Farmer sentiment improved markedly in August as the Purdue University-CME Group Ag Economy Barometer rose to a reading of 144, 26 points higher than a month earlier. The improvement in producer sentiment was the result of improved perceptions regarding current conditions and, especially, better expectations for the future. The Index of Current Conditions rose 13 points in August to a reading of 124 while the Index of Future Expectations rose 33 points to a reading of 154. The Ag Economy Barometer is calculated each month from 400 U.S. agricultural producers’ responses to a telephone survey. This month’s survey was conducted from August 17-21, 2020.
The barometer and its two sub-indices all posted their most positive readings since February 2020 when record highs were established and before the pandemic began. The improvement in farmer sentiment this month was underpinned by expectations for excellent crop yields, as indicated in USDA’s August Crop Production report, and nearly across the board rallies in key ag commodity prices that took place in August. For example, compared to lows established in early August corn, soybean, wheat, cattle and hog prices all rallied during August.
The Farm Capital Investment Index rose 5 points compared to a month earlier to a reading of 65 which, similar to the other indices, was the most positive reading since February. When asked specifically about plans to purchase farm machinery in the upcoming year, fewer farmers (48 percent) in August reported that they plan to reduce their purchases this year than in prior months. It is worth noting that while 48 percent is a high percentage of farmers who plan to hold back on machinery purchases, this percentage has been declining since reaching a peak of 65 percent in May.
Farmers became more optimistic about farmland values this month compared to July. When asked about their short-run (12-month) outlook, the percentage of producers expecting farmland values to increase rose to 20 percent from 16 percent in July and compares to just 7 percent who expected higher values back in April. Producers longer-run perspective on farmland values was also more optimistic this month than last. When the same question was posed on the survey with a 5-year time horizon instead of a 12-month horizon, the percentage of producers expecting values to increase rose to 59 percent from 48 percent in July and just 40 percent who expected higher values back in May.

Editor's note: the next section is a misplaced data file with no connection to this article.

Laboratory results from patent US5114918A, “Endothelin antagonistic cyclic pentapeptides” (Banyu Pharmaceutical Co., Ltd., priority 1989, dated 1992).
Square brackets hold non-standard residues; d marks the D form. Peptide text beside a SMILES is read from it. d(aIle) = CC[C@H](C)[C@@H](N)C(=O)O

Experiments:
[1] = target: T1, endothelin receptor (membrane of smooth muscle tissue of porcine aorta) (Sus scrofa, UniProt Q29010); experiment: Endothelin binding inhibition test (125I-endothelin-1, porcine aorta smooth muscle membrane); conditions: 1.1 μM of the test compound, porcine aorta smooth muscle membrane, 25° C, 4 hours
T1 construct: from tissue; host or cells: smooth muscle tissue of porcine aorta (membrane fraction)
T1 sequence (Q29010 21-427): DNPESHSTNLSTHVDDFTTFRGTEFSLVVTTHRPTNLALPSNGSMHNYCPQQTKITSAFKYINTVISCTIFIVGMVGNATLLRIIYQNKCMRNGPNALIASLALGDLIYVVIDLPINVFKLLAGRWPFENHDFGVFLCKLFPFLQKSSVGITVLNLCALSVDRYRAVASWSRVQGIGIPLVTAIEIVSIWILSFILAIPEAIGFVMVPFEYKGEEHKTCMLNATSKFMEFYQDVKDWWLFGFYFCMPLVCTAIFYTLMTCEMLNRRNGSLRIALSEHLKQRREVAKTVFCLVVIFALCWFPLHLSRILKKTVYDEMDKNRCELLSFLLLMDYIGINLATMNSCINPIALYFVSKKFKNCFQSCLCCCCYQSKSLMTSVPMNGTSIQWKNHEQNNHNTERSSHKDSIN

Farmers also became more optimistic about U.S. agriculture’s trade prospects in August. For the last several months the percentage of farmers reporting that they expect U.S. agricultural exports to increase over the next five years ranged from 55 to 57 percent. In August, the percentage of producers expecting exports to rise spiked to 67 percent. Although this is still less optimistic than in late 2019 and early 2020 when 70 to 72 percent of respondents said they expected to see ag exports increase, it was a notable departure in sentiment when compared to the April to July time frame and could be based in part on rising export sales to China this summer.
Each summer we’ve been asking survey respondents their opinion regarding changes in farmers’ equity position over the upcoming year. We first posed this question in August 2016 and have included it on the survey each August since that time. The percentage of respondents in the August 2020 survey who expect equity to decline in the upcoming 12 months, while still large at 38 percent, was the second lowest percentage since we launched our farmer survey and was well below a year earlier when 48 percent of respondents said they expected farmers’ equity to decline.
Many in-person educational programs and field days are transitioning to virtual events because of COVID-19 concerns. In our August survey, just one out of five (19%) of respondents said they attended a virtual field day or conference this summer, while 44 percent of producers said they are interested in attending a virtual conference or field day this fall or winter. When we asked respondents for their top reason for not attending a virtual educational event this summer, their responses were quite varied and ranged from lack of interaction with attendees (18%) to don’t have a computer (9%), poor broadband (9%) or too difficult to ask questions (6%). But over half of respondents told us there were “other reasons” why they chose not to attend that were not included in the list of responses we provided.
Source: Purdue University Center for Commercial Agriculture